“The last taboo of art right now,” says a friend of Robert Cenedella in the new film, Art Bastard, “is Bob’s sincerity.” If that’s true of art, then it might just be true of documentary, too. Directed by Victor Kanefsky, Art Bastard is not this year’s flashiest documentary; it has no editorial pizzazz, is soundtracked inexpensively, and does not turn a sharply critical eye to its sharp, critical subject, the aforementioned Cenedella. Instead, its sincere look at the artist’s life serves as the year’s first documentary-as-lionization, a subgenre of the art that’s quickly becoming one of its most popular. It also exposes that subgenre’s flaws.
Art Bastard resembles mostly the recent docs Beauty Is Embarrassing and Cutie and the Boxer, though its story has more tragedy than the first and more triumph than the second. Cenedella’s life is ripe for the drama needed to sustain a biographical doc, if only for the circumstances of his birth: he was born to a mother who he says was “the worst when drunk and the best when sober,” and lived with her and an adoptive father from whom he gets his name, but little else. (Cenedella’s birth father was a professor, and they mostly communicated through letters.) But Art Bastard (and Cenedella’s life) fails to have the emotional punch of Cutie because it lacks neither a tragic nor heroic ending; he does not take over the art world, and he does not become destitute. In the end, he simply exists by making art. And while artists’ lives used to be mysteries to those of us who don’t live them, film and writing’s constant exploitation of that trope — not to mention that reality TV and social media grant us all-access looks into all lives, of artists or otherwise — demands the lives of documentary subjects be almost unbelievable to be even a little bit interesting. And Cenedella’s isn’t.
Unknown to most who don’t keep up with art-world headlines, Cenedella has done fairly well for himself as an artist. He studied under German New Objectivist George Grosz, whom he last saw after trying and failing to stow away with him on a post-graduation boat to Berlin. He’s had the luck of creating breakout moments throughout his decades-long career, most notably with the early show, “Yes Art,” that mocked Warhol and his Pop movement and served both as Cenedella’s kiss-off to the “too commercial” art world and his introduction to the world of advertising, where he stayed for 10 years. He then returned to painting, making bank from a weird, controversial show in the lobby of the building of ad firm Saatchi & Saatchi, and commissions from Le Cirque and Heinz. Throughout, his painting style remained deceptively crude, reminiscent of Grosz’s gross realism, only using its nastiness as a means of capturing the real-life sickness of life in New York. He now teaches at the same school where Grosz taught him; in that way, at least, his life has formed some kind of neat circle. In theory, it should serve for a tidy documentary, too, but it doesn’t.
That very brief bit of Cenedella’s life airs the problems of Art Bastard. As the (technically correct) title suggests, Kanefsky insists his subject achieved whatever he’s achieved through subverting the art world, but what he’s done is manage to work around it, only not in any sly way. He simply made his name as a hip cog in the SoHo machine, and then transitioned that credibility to hoity-toity commissions; even his Le Cirque mural, as neat as it is, lacks any of the grit that Kanefsky would say defines him as an artist.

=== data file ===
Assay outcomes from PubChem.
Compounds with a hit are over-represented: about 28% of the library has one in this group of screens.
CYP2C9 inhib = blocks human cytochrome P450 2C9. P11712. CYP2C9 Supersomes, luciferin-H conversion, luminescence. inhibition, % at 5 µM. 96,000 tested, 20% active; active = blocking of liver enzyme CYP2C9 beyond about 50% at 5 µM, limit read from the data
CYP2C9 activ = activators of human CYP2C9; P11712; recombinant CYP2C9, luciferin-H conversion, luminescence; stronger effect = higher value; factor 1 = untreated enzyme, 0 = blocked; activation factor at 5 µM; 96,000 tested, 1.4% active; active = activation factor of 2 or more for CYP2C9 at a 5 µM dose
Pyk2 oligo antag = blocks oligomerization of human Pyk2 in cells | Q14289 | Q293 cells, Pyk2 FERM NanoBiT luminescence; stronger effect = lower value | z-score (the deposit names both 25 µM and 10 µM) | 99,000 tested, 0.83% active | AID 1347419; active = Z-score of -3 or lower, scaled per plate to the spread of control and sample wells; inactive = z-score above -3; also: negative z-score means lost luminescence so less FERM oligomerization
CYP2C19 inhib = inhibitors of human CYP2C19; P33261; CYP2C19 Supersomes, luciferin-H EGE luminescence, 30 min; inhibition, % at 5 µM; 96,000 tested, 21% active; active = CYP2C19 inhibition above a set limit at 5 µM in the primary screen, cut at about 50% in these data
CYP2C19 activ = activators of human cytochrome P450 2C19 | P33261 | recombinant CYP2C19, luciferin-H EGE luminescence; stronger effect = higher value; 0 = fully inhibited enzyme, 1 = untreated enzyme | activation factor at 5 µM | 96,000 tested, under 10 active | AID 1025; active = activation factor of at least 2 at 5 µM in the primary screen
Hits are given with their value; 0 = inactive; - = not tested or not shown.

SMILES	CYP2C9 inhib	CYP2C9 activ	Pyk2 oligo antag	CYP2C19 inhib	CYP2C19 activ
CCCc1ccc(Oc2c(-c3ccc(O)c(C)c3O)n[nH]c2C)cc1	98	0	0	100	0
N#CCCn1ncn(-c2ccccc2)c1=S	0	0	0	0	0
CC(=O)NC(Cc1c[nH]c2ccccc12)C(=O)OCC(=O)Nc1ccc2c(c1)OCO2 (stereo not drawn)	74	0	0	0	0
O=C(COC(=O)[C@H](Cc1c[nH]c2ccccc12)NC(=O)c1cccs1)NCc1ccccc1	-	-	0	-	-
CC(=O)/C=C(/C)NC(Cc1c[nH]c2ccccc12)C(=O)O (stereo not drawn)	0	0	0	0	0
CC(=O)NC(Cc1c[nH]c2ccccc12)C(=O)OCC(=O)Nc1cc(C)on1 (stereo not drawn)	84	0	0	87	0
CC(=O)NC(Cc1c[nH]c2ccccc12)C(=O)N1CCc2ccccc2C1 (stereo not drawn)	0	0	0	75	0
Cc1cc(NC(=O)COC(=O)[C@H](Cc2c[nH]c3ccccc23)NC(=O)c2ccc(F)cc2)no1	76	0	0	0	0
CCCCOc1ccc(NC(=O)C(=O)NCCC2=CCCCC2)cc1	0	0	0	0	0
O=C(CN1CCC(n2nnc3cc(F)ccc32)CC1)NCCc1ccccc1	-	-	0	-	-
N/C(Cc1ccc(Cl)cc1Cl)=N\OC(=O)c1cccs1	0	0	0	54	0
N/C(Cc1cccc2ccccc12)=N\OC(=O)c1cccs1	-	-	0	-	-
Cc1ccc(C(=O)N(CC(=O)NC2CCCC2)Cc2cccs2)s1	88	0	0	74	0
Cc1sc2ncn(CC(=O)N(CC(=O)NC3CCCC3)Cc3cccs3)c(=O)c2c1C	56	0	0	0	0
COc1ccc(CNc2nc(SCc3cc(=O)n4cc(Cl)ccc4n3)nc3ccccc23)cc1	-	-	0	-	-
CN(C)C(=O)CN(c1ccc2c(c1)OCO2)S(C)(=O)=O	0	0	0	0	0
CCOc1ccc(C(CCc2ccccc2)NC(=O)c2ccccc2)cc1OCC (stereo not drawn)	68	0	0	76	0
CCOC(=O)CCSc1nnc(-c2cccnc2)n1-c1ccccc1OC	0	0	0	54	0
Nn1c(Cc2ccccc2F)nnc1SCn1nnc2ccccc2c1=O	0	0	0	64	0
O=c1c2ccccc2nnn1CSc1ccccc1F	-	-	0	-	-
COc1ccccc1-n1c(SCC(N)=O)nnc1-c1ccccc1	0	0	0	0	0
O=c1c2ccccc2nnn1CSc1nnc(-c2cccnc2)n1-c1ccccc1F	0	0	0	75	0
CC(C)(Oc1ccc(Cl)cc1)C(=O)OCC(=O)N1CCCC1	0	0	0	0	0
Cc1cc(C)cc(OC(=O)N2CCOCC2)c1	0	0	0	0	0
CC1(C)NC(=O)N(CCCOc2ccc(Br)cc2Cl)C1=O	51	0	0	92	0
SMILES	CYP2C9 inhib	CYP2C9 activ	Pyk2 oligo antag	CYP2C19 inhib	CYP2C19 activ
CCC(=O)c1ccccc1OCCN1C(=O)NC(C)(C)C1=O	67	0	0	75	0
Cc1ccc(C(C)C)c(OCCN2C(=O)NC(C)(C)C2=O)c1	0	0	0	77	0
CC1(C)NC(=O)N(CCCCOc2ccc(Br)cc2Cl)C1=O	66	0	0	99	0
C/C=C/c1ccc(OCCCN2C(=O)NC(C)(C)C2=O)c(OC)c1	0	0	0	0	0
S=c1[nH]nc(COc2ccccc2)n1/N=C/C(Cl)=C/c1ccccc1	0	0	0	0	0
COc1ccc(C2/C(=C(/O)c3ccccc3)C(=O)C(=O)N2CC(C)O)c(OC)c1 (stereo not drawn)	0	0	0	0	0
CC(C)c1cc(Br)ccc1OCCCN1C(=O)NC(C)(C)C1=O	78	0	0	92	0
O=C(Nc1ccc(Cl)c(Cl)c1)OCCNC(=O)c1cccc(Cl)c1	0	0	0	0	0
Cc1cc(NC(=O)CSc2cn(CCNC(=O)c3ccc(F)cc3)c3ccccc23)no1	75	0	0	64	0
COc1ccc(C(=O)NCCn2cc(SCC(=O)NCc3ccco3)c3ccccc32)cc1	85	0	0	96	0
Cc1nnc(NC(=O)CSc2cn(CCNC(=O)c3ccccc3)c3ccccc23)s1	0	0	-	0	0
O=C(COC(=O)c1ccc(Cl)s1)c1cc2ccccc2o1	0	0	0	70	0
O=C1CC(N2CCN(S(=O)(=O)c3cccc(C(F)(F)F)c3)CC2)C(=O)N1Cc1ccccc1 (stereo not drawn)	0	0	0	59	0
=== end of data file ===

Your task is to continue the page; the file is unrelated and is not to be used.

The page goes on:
This isn’t to criticize Cenedella, but rather to criticize what has become of our expectations of these types of films. Cutie and the Boxer resonates because, in the end, Cutie’s (Noriko Shinohara) life was ruined by the Boxer (Ushio Shinohara): he got her pregnant and she devoted her life to him. (Remarkably, their story is not warped into one of pure love; as Noriko tells it, the most resonant emotions are bitterness and regret.) The tragedy of Cenedella is mostly in the circumstance, though he overcame that early, and seemed suited to the headline-making ways necessary for staying relevant as an artist. If any conflict remains in this late stage of his life, it’s whether or not he’ll emerge from the shadow of Grosz, though Cenedella is the only one with such concerns.
Cenedella’s conflict is existential, and existential isn’t good enough. It’s certainly not good enough in terms of artistic figures, whom we only want to see as famous or failed. In 2016, when the stories of everyone, celebrity or otherwise, are fodder for material, for an artist to merely sustain oneself by painting is equal to someone earning a solid living as a grocery clerk: it’s a life, but it’s not necessarily exciting. It doesn’t matter that to live as an artist, and only an artist, is nearly impossible anymore. We want our artists as extremists, to live on the fringe, to inhabit spaces and mindsets we can’t imagine from our couches. We believe the best art is the most passionate art, and we want our artist figures to embody that passion, to cut their ears off, to commit suicide, to hear voices. Or, simply, we want them to live destitute.
It’s tough to have these thoughts after watching Art Bastard, because Cenedella is jolly enough, and his work can move you, even if it does so like a bulldozer. It’s nothing more than selfish to think, “Man, if only he’d suffered more, this movie would be so much better.” But this film proves that not all lives are suited to documentary, at least not in full. Surely, even an overarching film on Pablo Picasso would fall flat, given the periods of calm (or, to use less of a yogi term, stasis) that define most lives when taken as lump sums. That Cenedella accomplished living as an artist is commendable, nearly a miracle. Even more of a miracle is that Art Bastard manages to normalize the artist’s life, minimizing it to little more than a curiosity.